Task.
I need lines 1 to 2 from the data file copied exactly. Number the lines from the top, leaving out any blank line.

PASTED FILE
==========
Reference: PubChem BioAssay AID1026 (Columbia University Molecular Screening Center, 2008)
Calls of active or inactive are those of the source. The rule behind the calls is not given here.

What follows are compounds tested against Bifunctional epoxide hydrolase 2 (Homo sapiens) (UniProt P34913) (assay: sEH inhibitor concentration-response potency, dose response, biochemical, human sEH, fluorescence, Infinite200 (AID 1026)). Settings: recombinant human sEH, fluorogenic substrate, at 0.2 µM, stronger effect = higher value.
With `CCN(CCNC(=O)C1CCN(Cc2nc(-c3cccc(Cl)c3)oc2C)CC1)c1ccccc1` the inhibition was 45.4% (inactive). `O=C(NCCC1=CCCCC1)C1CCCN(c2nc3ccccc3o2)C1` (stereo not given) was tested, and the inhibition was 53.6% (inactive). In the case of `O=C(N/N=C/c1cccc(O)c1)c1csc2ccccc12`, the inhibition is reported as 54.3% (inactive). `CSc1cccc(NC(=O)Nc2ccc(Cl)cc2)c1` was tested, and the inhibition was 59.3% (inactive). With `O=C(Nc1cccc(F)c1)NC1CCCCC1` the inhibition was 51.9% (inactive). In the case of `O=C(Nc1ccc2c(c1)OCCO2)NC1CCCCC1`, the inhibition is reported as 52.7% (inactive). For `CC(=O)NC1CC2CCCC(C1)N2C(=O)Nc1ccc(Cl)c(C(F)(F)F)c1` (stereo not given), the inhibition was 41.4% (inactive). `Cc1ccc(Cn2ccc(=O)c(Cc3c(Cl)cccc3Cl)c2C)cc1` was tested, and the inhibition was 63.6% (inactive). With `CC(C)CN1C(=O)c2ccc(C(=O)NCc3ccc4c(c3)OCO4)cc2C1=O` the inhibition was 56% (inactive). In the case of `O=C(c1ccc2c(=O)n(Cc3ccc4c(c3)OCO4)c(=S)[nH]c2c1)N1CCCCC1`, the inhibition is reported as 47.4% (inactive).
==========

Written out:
Reference: PubChem BioAssay AID1026 (Columbia University Molecular Screening Center, 2008)
Calls of active or inactive are those of the source. The rule behind the calls is not given here.